Comment


              • #8
                Originally posted by Ozone View Post
                Like Ace? Is that what your gearing towards?

                My opinion: You said the horse gets slopy on changes and hits rails when worked down too much correct? Welp, and take it for what it's worth here... learn to ride the tired horse!

                Work harder on your changes, ask him stronger for the change instead of assuming he is going to do it. Jump higher schooling jumps at home, then when he shows and gets tired, starts to tap rails, chances are he won't because it's a lower fence, he has clearance!

                I would rather ride the hotter, sloppier horse drug free. What are you teaching by drugging? Horse is not going to get a good ride, maybe you will (which is what your looking for) but in the long run it's not the correct thing to do.

                Ok what is perfect prep?
                Um, perfect prep is not an ace type drug. It's closer to a supplement.

                Comment


                • #9
                  Originally posted by Slow Motion View Post
                  Does it actually work?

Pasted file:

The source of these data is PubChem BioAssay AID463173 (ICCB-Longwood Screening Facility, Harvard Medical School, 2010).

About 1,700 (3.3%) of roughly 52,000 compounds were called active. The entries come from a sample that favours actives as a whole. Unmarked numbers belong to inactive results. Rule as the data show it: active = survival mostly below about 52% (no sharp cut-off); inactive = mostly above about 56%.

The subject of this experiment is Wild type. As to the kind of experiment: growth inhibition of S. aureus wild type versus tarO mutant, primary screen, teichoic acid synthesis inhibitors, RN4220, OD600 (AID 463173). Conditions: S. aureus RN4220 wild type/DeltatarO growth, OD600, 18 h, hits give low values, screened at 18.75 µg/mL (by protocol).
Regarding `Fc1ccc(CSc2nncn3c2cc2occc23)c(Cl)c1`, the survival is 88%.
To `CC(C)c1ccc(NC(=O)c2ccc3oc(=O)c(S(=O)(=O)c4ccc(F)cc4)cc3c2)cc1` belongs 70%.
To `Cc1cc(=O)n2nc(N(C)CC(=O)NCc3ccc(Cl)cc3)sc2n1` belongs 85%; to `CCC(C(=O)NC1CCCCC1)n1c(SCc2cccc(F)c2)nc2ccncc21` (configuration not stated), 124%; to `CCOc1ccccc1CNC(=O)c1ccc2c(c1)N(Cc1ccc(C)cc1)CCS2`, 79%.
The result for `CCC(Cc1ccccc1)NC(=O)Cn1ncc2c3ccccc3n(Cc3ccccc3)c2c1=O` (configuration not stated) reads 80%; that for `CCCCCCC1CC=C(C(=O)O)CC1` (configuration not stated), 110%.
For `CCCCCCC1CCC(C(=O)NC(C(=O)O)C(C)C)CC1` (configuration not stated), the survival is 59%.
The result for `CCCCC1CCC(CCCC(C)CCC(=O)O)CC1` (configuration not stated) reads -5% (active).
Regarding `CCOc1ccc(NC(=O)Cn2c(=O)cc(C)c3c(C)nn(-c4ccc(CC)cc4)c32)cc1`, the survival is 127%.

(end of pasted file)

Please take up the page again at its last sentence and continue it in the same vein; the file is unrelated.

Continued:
The horse shows jumpers so I don't think this would be cheating like those trying to get that quiet, quiet hunter performance. Does anyone think differently?
                  Can't answer if it works because my horse doesn't need it! But in answer to the bottom question: it doesn't matter if you're showing hunters or jumpers, they test BOTH! and drugging is drugging! So yes I feel differently! A jumper should still be rideable and adjustable on course. Just because it's not a hunter doesn't mean you don't want a nice, smooth rythmic round. The only difference is you have more technical courses with tighter turns. You should still RIDE the same for both. That's the main problem...people think jumpers can just run around like loony tunes when in-reality we can't...it's dangerous and stupid!

                  Ok, rant over!
                  Go Ahead: This is a dare, not permission. Don't Do It!

                  Comment


                  • #10
                    I would use it at home before trying it at a show...I've known a few horses to have adverse reactions. One was NOT a stopper, had a dose at home to try before using it at a show and she was literally RUNNING backwards from the jumps and was all sorts of worked up and out of wack. That was the one thing that had changed in her daily routine. The next day, after it had left her system, she was back to normal.
                    Then there are some horses it won't even touch. It really is a case by case basis.

                    Comment


                    • #11